They reviewed 5 years of data from the National Readmission Database. This is actually a collection of software and databases maintained by the federal government that seeks to provide information on a difficult to track patient group: those readmitted to hospitals after their initial event.

Patients who had sustained an isolated spleen injury who were less than 18 years old and who had either nonoperative management (NOM), angioembolization (AE), or splenectomy were analyzed. Outcome measures included readmission rate, blood transfusion, and delayed splenectomy. Common statistical techniques were used to analyze the data.

Here are the factoids:

  • About 9500 patients were included, with an average age of 14
  • Most (77%) underwent NOM, 16% had splenectomy, and 7% had AE (no combo therapies?)
  • Significantly more patients with high grade injury (4-5) had splenectomy or AE than did the NOM patients (as would be expected)
  • A total of 6% of patients were readmitted within 6 months of their initial injury: 12% of NOM *, 8% of AE *, and 5% of those with splenectomy (* = statistically significant)
  • The NOM and AE patients were also more likely to receive blood transfusions during their first admission
  • Delayed splenectomy occurred in 15% of cases (7% NOM and 5% AE) (these numbers don’t add up, see below)
  • Statistical analysis showed that delayed splenectomy was predicted by high grade injury (of course), blood transfusion (yes), and nonoperative management (huh?)
  • In patients who were readmitted and splenectomized, it occurred after an average of 14 days for the NOM group and 58 days for AE (huh?)

The authors concluded that “one in seven children had failure of conservative management and underwent delayed splenectomy within 6 months of discharge.” They stated that NOM and AE demonstrated only a temporary benefit and that we need to be better about selecting patients for nonoperative management.

Hmm, there are several loose ends here. First, what is the quality of the study group? Was it possible to determine if these patients had been treated in a trauma center? A pediatric vs adult trauma center? We know that there are outcome disparities in spleen trauma care at different types of trauma centers.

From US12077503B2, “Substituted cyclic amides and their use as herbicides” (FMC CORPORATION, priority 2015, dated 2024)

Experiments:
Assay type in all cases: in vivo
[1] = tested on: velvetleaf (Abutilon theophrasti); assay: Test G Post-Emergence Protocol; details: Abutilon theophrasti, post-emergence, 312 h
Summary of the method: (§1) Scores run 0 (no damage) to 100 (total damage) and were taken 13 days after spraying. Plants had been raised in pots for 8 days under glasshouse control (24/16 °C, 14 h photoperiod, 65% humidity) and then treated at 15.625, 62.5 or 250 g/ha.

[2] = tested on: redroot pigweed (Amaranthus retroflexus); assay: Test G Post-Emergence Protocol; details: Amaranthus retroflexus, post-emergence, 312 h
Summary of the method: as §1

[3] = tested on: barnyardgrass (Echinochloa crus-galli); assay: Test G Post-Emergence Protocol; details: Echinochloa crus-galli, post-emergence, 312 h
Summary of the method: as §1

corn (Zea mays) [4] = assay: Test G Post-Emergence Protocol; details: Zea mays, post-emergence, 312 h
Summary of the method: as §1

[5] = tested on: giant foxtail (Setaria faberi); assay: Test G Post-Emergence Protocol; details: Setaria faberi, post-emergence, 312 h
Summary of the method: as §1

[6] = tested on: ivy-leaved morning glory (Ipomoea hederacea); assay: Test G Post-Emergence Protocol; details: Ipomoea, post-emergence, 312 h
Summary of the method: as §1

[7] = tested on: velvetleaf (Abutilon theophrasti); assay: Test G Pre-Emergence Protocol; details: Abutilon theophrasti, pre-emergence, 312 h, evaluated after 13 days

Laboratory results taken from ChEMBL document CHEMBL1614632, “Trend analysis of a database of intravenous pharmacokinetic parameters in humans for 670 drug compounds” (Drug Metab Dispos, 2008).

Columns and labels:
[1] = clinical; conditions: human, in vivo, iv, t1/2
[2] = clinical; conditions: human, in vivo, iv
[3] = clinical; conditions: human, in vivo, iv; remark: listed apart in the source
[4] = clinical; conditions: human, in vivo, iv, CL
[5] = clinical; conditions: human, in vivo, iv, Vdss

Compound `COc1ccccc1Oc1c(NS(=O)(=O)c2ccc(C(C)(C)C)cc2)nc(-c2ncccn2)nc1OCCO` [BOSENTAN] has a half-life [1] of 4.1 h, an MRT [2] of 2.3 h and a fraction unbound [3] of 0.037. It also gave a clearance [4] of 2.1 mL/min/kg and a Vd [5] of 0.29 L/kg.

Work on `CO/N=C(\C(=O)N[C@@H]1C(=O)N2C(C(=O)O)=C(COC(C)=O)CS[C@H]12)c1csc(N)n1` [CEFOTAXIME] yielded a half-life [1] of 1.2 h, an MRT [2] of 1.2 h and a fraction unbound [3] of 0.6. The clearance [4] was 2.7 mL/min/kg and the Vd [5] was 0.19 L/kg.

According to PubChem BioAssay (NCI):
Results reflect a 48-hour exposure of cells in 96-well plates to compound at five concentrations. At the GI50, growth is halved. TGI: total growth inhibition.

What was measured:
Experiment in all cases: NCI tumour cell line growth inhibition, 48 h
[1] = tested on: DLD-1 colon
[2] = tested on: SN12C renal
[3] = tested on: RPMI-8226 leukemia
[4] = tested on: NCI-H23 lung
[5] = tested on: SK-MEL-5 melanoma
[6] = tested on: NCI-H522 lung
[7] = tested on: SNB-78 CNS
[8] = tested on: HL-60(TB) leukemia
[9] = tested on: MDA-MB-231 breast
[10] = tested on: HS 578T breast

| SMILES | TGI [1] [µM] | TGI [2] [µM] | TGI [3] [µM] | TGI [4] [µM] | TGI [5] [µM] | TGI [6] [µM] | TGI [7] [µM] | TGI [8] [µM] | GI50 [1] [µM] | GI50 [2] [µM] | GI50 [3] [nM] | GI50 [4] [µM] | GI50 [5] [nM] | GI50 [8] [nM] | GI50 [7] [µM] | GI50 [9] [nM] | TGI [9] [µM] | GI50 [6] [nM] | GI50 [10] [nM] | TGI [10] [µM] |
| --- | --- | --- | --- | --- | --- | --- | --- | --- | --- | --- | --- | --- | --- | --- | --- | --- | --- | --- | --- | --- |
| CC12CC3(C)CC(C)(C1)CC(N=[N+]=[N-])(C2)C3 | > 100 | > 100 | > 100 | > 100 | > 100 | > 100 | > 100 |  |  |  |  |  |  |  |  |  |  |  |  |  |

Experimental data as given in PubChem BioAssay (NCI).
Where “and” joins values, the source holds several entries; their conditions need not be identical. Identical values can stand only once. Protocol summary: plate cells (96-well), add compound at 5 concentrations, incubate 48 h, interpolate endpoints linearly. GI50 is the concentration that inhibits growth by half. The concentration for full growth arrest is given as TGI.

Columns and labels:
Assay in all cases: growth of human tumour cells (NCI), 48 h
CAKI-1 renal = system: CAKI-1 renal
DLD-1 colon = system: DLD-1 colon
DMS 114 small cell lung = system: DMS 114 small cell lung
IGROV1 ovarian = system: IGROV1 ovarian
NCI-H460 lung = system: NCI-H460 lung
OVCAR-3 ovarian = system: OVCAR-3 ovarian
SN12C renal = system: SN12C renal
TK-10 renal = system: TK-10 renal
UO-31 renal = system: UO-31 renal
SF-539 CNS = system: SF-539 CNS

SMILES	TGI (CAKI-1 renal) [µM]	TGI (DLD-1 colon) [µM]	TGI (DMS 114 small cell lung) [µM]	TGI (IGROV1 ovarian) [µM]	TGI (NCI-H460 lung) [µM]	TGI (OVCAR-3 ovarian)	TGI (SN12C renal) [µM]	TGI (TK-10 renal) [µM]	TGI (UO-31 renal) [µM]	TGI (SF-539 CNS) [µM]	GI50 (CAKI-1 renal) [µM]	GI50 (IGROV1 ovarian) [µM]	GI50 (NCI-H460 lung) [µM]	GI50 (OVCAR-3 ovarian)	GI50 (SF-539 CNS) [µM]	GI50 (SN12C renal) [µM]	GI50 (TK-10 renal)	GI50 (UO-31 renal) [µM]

Next, are they really pediatric patients? Probably not, since age < 18 were included and the average age was 14. Injured spleens in pre-pubescent children behave much better than adolescents, which are more adult-like.

And what about the inherent bias in the “readmission data set?” You are looking only at patients who were readmitted! By definition, youare looking at a dataset of poorer outcomes. What if you had identified 9,500 initial patient admissions from trauma registries and then tried to find them in the readmission set. I know it’s not possible to do that, but if it were I would bet the readmission and delayed splenectomy numbers would be far, far lower.

And what about those delayed splenectomy numbers? I can’t get the percentages to match up. If 15% of the 7965 patients who didn’t have an initial splenectomy  had it done later, how does 7.2% of the 7318 NOM patients and 5.3% of the 1541 AE patients add up?

Bottom line: The usual success rate tossed around for well-selected nonoperative management is around 93% when optional adjunctive AE is part of the algorithm. That’s a 1 in 14 failure rate, and it generally occurs during the initial hospitalization. In my experience, readmissions are very rare. And that’s for adults; children tend to behave even better!

I wouldn’t consider changing my practice yet based on these findings, but the devil will probably be in the details!

Here are some questions for the presenter and authors:

  • Please provide some detail on the data set. We really need to know an age breakdown and the types of centers they were treated at, if available.
  • Discuss the potential data set bias working backwards from a database that includes only readmitted patients.
  • Please clarify the delayed splenectomy statistics to help match up the numbers.

I’m anticipating a great presentation at the meeting!

Reference: Delayed splenectomy in pediatric splenic injuries: is conservative management overused? AAST 2019 Oral abstract #8.